Daniel Hoffer, a current mentor at 500 Startups, stopped by the Graduate School of Business at noon hour Friday to discuss his experience as co-founder and former CEO of hospitality network CouchSurfing.
Couchsurfing allows users negotiate informal homestays with others rather than actually renting rooms. Beyond that the network also offers travelers the ability to meet locals in a new area for a variety of activities.
While Hoffer touched on transitioning from a non-profit to for-profit organization and maintaining the vision of a company, a big chunk of his conversation was devoted to the dynamics of co-founders.
CouchSurfing was dreamt up by Casey Fenton who brought Hoffer on board to deal with the business side of the process. Initially CouchSurfing operated as a nonprofit until 2011 when they converted to for-profit, accepting $7.6 million of funding from Benchmark Capital and the Omidyar Network.
According to Hoffer, Fenton was the idealist. “Thinking outside of the box wasn’t a problem for him because he didn’t even know what the box looks like,” he said. Fenton wanted CouchSurfing to stand the test of time and to become a social movement. The goal of CouchSurfing was not to make money. It was about making the world a little bit smaller and more trusting.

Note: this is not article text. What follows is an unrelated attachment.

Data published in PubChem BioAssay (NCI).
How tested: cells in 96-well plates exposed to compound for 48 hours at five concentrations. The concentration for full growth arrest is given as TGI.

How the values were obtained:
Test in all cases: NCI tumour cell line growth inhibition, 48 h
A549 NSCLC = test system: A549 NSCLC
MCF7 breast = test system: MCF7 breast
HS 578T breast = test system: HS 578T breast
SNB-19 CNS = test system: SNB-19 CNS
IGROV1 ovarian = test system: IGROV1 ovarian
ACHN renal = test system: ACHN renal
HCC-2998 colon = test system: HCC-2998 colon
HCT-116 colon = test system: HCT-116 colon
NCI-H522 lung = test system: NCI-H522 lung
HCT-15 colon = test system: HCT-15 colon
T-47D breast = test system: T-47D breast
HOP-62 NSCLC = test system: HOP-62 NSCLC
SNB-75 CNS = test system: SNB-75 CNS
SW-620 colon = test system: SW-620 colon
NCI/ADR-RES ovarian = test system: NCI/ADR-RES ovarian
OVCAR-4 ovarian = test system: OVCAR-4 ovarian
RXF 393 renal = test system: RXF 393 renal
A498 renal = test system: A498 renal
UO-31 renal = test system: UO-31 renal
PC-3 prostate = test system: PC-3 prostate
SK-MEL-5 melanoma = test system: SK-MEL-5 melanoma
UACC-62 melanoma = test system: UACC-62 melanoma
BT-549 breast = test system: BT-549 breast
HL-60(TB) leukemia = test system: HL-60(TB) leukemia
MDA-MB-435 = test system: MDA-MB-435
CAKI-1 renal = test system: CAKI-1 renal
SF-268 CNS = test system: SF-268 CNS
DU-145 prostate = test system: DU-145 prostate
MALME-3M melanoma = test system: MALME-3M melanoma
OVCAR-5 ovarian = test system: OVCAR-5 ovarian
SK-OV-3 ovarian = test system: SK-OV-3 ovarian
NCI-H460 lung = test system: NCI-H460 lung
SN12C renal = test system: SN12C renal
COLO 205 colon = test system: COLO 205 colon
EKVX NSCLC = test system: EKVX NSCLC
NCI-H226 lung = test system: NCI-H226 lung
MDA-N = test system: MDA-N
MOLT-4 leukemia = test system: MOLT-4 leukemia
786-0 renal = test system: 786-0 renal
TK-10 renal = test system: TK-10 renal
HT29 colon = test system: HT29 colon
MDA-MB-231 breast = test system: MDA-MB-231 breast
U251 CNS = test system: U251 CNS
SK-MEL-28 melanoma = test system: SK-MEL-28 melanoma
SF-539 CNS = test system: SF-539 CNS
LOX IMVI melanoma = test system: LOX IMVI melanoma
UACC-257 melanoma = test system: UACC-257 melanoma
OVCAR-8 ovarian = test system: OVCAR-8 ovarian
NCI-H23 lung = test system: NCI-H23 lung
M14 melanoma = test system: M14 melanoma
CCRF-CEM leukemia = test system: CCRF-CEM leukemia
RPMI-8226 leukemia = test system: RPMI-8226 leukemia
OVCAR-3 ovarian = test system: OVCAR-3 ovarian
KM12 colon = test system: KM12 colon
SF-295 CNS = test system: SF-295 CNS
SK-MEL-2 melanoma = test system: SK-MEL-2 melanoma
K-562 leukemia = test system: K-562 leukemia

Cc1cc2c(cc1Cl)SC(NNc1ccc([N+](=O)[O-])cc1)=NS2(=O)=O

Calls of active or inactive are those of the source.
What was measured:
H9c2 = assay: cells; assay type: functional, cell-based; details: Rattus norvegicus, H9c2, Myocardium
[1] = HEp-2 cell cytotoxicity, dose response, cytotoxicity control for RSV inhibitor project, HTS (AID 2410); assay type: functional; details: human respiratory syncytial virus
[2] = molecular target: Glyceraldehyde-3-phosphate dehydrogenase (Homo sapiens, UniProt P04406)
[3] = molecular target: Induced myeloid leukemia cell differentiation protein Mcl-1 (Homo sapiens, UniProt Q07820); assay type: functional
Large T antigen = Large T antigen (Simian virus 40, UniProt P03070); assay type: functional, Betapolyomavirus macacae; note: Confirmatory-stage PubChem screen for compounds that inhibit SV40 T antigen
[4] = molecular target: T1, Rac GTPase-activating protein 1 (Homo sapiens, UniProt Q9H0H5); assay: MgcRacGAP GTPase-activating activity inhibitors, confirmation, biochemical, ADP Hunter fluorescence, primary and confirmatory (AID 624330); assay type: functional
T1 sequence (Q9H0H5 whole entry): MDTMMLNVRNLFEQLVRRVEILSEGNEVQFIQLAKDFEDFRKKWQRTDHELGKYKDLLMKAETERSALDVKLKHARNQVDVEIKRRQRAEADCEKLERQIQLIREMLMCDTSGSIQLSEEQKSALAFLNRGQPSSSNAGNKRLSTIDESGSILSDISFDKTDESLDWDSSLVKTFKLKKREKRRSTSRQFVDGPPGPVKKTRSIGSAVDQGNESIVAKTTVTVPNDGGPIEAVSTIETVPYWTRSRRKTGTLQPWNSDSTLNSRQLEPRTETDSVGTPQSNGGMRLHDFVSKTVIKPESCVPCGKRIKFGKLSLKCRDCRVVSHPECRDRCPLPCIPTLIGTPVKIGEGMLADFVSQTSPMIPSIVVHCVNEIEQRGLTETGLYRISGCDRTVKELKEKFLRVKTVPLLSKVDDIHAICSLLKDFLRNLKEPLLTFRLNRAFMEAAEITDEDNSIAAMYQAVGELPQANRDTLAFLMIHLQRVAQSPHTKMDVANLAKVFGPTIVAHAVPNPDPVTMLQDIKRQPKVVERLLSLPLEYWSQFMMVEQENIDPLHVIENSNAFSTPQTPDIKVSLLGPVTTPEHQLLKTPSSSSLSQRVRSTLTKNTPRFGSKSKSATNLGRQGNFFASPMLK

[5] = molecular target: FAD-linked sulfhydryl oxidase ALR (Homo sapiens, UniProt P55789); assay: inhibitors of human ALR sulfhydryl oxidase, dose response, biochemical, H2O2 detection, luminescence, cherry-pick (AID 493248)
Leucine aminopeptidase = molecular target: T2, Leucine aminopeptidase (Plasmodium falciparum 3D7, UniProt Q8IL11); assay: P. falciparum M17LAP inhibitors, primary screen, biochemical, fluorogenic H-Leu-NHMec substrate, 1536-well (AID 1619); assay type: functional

Hoffer, on the other hand, had always been for-profit from the very beginning. When they first started, he made sure to write up a contract between the two of them that detailed what would happen if CouchSurfing were to ever go for-profit, as he suspected it one day would.
While they had opposing views on the profit side of things, Hoffer said he and Fenton worked out well because they didn’t overlap very much. “It was like yin and yang,” he said—a healthy and productive process.
Hoffer believes having too many MBAs as co-founders is a risk because they’re all taught to think the same way. A good combination would be an MBA and an engineer, like Hoffer and Fenton.
“A co-founder relationship is like a marriage. You’re going to go through so much together,” Hoffer said. “It needs to be very strong, especially when investors get involved and things start happening.”